Among his very best work.
LibraryThing member mikedraper
In this 1986 novel, USAF Major Joseph "Joe Mack" Makatozi's plane is forced down over the Bering Sea.

The Russians have forced his plane down. They capture him and take him to a secret prison in Siberia. He is taken before Col. Zamatev, a hard line GRU officer who plans to force information from Joe
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The Russians realize that Joe Mack has valuable information about modern jet planes. The prison is in a little known area of Siberia and Zamatev tells Joe Mack that no one knows where he is so there won't be an effort to search for him.

Joe Mack is part Sioux, part Cheyenne. He is also a decathlon athlete of near Olympic caliber. He's also a proud man and resolved not to give in. He is able to find an object that permits him to pole vault over the prison fence. Then he begins on an heroic effort to cross Russia and escape.

He has no weapons or food or winter clothing so the odds are against him. In addition, Zamatev assigns Alekhin, a Yakut Siberian to trail Joe. The Yakut, as he is called, is an enforcer at the prison and a good tracker who has taken Joe Mack's escape personally.

I had read this story in the past and enjoyed it again. Reading about Joe Mack's survival in the freezing cold mountainous region reminded me somewhat of Jack London. Joe Mack is able to make a bow and arrow and he survives on his innate skills. When the Russians send a helicopter after him, that segment of the story reminded me of the movie, Rambo.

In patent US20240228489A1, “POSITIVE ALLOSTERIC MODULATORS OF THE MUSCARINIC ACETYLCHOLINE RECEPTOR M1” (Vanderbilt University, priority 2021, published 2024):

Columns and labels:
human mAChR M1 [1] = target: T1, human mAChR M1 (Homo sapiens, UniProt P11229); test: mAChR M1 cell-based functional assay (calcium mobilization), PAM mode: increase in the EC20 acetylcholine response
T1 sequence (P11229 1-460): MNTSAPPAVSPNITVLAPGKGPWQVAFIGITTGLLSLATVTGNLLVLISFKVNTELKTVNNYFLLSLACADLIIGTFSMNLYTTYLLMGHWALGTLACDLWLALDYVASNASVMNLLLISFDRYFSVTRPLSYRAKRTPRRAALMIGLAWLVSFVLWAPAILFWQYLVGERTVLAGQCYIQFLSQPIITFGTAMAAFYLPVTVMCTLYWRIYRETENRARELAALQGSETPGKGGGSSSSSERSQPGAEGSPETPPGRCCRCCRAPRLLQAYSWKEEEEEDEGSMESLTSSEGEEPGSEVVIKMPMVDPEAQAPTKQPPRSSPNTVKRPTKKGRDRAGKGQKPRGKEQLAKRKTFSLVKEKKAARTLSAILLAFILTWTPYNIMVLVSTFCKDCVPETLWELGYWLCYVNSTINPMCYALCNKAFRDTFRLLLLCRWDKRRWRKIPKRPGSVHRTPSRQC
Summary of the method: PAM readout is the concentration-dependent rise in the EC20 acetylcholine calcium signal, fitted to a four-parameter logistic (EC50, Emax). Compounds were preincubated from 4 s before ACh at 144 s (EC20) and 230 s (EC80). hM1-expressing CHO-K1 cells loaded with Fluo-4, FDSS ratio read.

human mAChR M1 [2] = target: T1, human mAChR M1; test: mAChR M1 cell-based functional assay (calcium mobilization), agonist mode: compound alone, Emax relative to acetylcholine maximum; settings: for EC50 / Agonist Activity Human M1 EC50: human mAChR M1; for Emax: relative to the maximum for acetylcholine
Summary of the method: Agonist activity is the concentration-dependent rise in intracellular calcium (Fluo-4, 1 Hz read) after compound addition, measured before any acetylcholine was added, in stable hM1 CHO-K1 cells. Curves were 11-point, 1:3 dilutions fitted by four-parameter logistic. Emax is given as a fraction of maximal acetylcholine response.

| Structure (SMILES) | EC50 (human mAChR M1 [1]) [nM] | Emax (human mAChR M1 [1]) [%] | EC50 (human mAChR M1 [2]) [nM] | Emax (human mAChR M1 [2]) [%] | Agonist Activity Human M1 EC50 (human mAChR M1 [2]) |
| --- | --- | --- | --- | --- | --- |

Overall, the nonstop action was entertaining and his relationship to the people he meets during his escape was interesting to follow. The writing is realistic, so much so that when I read about the Russian winter setting in, I made sure the windows of my house were closed tightly and the heat was turned up.
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LibraryThing member Kristelh
A story about a Native American man who escapes from Russia using his Native American skills.
LibraryThing member NightHawk
I agree with "cstumbo". Not the best written book by Louis L'Amour but an excellent story.
LibraryThing member DrT
Book title and author: Last of the Breed by Louis L'Amour 3/8/23.

Why I picked this book up: I read this as a youth, heā€™s one of my favorite authors and I wanted to reread it.

Thoughts: I loved his description of land, Native American used his skills, being the tracked by Soviets. The survival and
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history was a great read.

Why I finished this read: Interesting and too good to end early. I did not remember how it ended and finished the reread.

Stars rating: 4.5 of 5 stars.